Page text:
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Carlos Ghosn Fights Back

Bill Koenig
By Bill Koenig Senior Editor, SME Media


Carlos Ghosn, the former executive who fled Japan last month, went on the offensive today against the Japanese criminal justice system and Nissan Motor Co., the automaker he formerly headed.

“This was persecution,” Ghosn said at a press conference in Beirut, Lebanon, of his 2018 arrest in Japan. “I want to clear my name…You can expect me in the next weeks to take some initiative to tell you how I am going to clear my name.”

Ghosn spent more than two hours attacking Japanese prosecutors and Nissan. He spoke in animated fashion, constantly making hand gestures. There were various live feeds of the event, including on CNBC and Reuters.

The tone varied from hurt (in describing being imprisoned or under strict house arrest) to anger to gloating (when describing how badly Nissan is doing without him).

It was theatrical. Then again, you rarely see a fugitive from justice conduct a press conference.

Ghosn was first arrested in November 2018, while other charges came later. Among other things, he was accused of underreporting his compensation and personally using company assets.

The executive first made his global reputation when he led a turnaround at Nissan. He was even the subject of Japanese comic books for his Nissan achievements. Ghosn was instrumental in assembling an alliance of Nissan and Renault, with Japan’s Mitsubishi Motors added later. All of this made him one of the leading auto executives in the world.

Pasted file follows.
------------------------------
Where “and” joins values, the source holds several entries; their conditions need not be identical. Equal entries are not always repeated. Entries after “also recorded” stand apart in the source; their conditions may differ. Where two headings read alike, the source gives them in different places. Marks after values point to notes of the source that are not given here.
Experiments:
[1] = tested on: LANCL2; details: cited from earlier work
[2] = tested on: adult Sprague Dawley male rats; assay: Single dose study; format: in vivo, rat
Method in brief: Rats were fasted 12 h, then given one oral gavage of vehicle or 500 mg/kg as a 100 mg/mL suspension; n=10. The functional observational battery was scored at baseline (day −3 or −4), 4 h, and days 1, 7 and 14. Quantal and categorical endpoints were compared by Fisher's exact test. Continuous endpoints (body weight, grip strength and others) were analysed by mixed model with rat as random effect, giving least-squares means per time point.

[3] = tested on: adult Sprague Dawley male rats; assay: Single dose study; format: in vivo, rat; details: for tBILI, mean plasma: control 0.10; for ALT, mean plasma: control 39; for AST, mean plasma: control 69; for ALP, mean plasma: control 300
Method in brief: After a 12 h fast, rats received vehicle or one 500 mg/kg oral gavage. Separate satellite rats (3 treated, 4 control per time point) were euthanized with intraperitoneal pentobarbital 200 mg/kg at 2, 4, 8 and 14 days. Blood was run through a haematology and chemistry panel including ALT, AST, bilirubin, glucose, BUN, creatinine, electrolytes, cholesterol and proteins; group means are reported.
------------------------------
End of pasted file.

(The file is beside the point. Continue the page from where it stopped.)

During the press conference, Ghosn said at the time of his arrest that he was in discussions with Fiat Chrysler Automobiles about that company joining the alliance. He also said the Obama administration wanted in 2009 for him to become CEO of General Motors Co. as part of a federal bailout. Ghosn said he regretted turning that opportunity down.

After November 2018, Ghosn led a far different life. He was isolated from his family. His Japanese lawyers held his three passports (from Lebanon, Brazil and France). He was under surveillance in Japan.

“The feeling of hopelessness was profound,” Ghosn said today. In Ghosn’s narrative, executives at Nissan were collaborating with Japanese prosecutors.

As a result, the former executive said, he concluded he had to get out of Japan or die in that country.

Not the usual comment at an auto industry-related press conference. Then again, nobody said Carlos Ghosn was a typical auto executive.

Mission: Impossible

Ghosn surfaced in Lebanon late in December. He declined to discuss how he got out of Japan. There have been reports, including a Wall Street Journal story, that part of the plan involved smuggling Ghosn out of a large case.

While he kept mum about how he got out of Japan, Ghosn also took a victory lap. He painted the Nissan-Renault-Mitsubishi alliance as being in disarray since his exit.

“There is no more growth, there is no more increase in profit…There is no more alliance,” Ghosn said. Essentially, he argued the alliance is falling apart without him there.

Nevertheless, Ghosn faces an uncertain future. Japan doesn’t have an extradition treaty with Lebanon. But how freely can Ghosn travel?

The former chief of Nissan said he’s prepared to stay in Lebanon for an extended period.

“I’d rather stay in this prison than the one I was in,” he said.

What’s more, Ghosn evoked the Mission: Impossible TV series – an apt comparison given how he escaped Japan – in terms of what he’ll do next to prove his innocence.

“I am used to what you call Mission: Impossible,” Ghosn said.

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